Forgive the late link on this item from the LA Times’s Culture Monster blog but the glaring double standard in Christopher Knight’s post is hard to let pass. One of the central arguments of the strict anti-de-accessionists is the public’s right to see the art that has been placed in trust for them by private individuals. Knight is one of the most vocal proponents of public over private stewardship of art.
So it is odd to see him reverse course and argue now that donor intent is paramount. Here’s his musing on the Rose Museum lawsuit in the context of the Barnes Foundation litigation:
Ever since news of the Brandeis scheme rocked the art world six months ago, the tragic fate of the Barnes Foundation outside Philadelphia has been rumbling around in my head.
In what has been called the “legal theft” of a multibillion-dollar art collection, a group of powerful Philadelphia philanthropies, politicians, businessmen and others finagled the planned relocation of the foundation’s unparalleled collection of Post-Impressionist, early Modern and other art from its unique suburban home to a downtown spot on the Benjamin Franklin Parkway — a grand total of less than eight miles, but light-years away from the non-commercial, domestic environment the donor envisioned, constructed and gave to Pennsylvania for safekeeping. Aside from the waste of at least $150 million in private and public money to make the move, the relocation plan represents a 180-degree departure from the charitable intentions of the late founder, Dr. Albert C. Barnes.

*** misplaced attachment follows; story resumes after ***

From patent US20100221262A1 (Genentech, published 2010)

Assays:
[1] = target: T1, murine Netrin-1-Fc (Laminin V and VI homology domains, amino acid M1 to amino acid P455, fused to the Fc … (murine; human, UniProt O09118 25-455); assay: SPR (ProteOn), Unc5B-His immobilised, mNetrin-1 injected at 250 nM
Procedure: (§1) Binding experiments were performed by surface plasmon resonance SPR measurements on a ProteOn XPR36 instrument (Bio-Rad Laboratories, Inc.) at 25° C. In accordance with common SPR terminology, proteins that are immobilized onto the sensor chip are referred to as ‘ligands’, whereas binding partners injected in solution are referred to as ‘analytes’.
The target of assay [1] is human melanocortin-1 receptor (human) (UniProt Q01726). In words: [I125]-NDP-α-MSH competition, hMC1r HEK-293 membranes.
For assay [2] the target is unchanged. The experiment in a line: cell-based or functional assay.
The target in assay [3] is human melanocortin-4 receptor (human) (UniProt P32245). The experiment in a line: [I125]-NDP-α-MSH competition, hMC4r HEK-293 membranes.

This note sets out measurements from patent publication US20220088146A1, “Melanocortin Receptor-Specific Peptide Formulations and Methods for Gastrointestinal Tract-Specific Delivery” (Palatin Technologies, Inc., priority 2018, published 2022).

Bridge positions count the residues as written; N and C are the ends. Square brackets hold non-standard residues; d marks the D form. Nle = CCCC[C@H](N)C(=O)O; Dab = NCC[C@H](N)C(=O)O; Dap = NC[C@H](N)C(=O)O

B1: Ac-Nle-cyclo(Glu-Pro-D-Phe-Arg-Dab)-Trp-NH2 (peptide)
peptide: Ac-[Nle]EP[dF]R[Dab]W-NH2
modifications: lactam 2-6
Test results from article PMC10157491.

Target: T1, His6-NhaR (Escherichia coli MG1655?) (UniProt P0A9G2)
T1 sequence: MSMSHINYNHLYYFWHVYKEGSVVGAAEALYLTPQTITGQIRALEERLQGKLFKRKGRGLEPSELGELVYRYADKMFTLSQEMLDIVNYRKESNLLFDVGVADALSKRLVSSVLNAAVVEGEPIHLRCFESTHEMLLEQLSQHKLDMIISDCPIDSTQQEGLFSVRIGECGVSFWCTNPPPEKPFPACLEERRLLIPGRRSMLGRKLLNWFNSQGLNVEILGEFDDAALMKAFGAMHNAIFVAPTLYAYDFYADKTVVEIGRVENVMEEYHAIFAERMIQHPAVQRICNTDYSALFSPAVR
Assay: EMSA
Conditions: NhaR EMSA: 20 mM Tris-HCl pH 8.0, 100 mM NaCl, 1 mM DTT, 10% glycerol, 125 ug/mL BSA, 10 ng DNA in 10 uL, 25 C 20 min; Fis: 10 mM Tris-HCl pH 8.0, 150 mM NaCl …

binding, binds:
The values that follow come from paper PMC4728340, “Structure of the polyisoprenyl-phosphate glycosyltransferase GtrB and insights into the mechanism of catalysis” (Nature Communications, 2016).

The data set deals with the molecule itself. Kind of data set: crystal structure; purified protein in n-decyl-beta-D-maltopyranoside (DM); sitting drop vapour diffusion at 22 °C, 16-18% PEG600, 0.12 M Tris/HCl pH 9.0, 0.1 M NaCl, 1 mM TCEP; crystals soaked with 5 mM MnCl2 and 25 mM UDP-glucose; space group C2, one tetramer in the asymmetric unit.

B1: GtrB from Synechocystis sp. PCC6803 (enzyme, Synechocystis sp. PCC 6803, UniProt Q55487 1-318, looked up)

Moving required approval from the Montgomery County Orphans Court, which oversees trusts. When the court agreed to the plan in December 2004, setting aside the founder’s mandate, a hue and cry arose over the possibility that the high-profile case was setting a dangerous precedent. What effect would the ill-advised orphans court decision have on future charitable gifts, at home and elsewhere, not to mention donations already made?
How does any of this jibe with the penchant for the public’s access and right to art? It seems a willfully contrarian point of view that does little or nothing to come up with an overarching framework for the position of art as a public trust.
As Donn Zaretsky has repeatedly pointed out on his blog, the Rose debacle is a reaction to the AAMD deaccessioning rules and an attempt to get around the guidelines governing a museum by ceasing to be a museum. (That’s not an excuse or defense of the action.) However, calling the Barnes move “legal theft” does nothing to resolve that conflict. It only further clouds the subject with idiosyncratic positions.
Rose Art Museum Lawsuit Recalls Barnes “Legal Theft” (Culture Monster)